There are lifters that can FS 100kg more than they clean and believe it or not, some that can clean MORE than their best FS. American Jeff Michaels was one of them.

    I believe that BS are essential because of these reasons:
    1) FS fatigue your upper back so your legs never get the volume they need to get stronger fast enough. Your back will always be the limiting factor, not your legs.

    2) Doing just the lifts your CNS will limit the amount of volume you will be able to do. When you are totally busted down and thinking about jumping under a heavy snatch just won't happen you can always go squat, squat, squat to get in more work which is essential. BS are just too easy on other parts of your body and I believe a fundamental necessity to get overall power and work volume.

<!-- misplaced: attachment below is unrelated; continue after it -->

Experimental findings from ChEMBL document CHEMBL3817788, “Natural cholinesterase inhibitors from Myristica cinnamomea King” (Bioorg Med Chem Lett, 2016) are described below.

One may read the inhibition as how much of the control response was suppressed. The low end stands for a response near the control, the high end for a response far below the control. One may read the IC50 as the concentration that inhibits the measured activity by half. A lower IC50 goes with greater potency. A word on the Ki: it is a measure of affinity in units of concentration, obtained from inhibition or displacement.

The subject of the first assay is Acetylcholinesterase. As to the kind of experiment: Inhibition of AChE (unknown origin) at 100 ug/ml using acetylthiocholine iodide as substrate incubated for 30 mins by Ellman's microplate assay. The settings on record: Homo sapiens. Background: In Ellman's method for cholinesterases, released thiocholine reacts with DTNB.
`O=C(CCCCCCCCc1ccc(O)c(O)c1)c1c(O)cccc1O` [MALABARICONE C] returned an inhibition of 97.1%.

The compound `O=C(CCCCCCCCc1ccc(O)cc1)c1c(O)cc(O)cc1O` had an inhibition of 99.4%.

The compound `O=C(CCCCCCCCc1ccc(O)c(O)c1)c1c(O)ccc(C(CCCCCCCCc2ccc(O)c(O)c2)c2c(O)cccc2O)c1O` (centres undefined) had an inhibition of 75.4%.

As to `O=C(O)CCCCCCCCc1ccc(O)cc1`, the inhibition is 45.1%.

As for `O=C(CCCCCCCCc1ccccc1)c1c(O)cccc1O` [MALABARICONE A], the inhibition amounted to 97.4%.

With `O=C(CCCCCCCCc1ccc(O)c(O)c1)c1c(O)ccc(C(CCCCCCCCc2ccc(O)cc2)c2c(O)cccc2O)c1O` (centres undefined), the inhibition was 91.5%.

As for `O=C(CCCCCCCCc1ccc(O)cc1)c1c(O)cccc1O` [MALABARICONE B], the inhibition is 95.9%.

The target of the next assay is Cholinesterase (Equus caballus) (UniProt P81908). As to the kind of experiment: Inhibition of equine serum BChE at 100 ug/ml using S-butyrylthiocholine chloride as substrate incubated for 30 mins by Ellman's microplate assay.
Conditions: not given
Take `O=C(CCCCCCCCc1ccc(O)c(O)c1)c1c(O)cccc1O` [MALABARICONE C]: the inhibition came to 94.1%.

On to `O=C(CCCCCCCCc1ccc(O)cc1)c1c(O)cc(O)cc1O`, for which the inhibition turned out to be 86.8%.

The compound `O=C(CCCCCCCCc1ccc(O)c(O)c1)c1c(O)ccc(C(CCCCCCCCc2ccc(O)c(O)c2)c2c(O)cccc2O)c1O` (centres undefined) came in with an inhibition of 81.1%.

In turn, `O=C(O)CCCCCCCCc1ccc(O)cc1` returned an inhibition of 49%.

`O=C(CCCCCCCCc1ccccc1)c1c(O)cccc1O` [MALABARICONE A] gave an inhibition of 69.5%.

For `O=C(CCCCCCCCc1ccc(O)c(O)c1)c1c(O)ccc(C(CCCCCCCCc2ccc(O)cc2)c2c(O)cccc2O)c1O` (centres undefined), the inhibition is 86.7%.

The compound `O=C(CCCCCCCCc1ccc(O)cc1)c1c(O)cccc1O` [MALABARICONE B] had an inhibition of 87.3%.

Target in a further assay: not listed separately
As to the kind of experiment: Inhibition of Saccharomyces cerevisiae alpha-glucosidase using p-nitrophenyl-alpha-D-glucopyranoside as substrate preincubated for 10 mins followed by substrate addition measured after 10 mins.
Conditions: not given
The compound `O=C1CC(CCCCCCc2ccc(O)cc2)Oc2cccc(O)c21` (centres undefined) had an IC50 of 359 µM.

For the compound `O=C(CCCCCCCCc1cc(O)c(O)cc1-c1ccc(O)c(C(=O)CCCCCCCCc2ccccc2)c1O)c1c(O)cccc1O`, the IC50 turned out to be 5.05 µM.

3) The confidence of knowing that you can squat 300 makes cleaning 210 seem very light mentally, whereas if your best FS is 220, 210 might not seem possible.

    Having said this, I have tried eliminating BS for 18 months, training everyday. In that time my FS PR only went up 5kg and my lifts didn't move very much. Following this period, the first day I tried BS I got crushed with 20 kg less than I could do for reps prior. For the next 18 months I did only BS. I improved my PR by 25 kg. Within 2 workouts of adding FS back into the program I did a 10kg FS PR. So I believe that doing both will yield the best results, as long as BS are more frequent than FS.

    Originally Posted by numinti View Post

    1-Is the back squat necessary in weightlifting training?

    2-If you you don't use clean and snatch pulls (or don't use on daily basis), is it possible in your opinion to achieve best results depending on front squat and classical lifts exclusively?

    3-Why do not use snatch and clean pulls every day?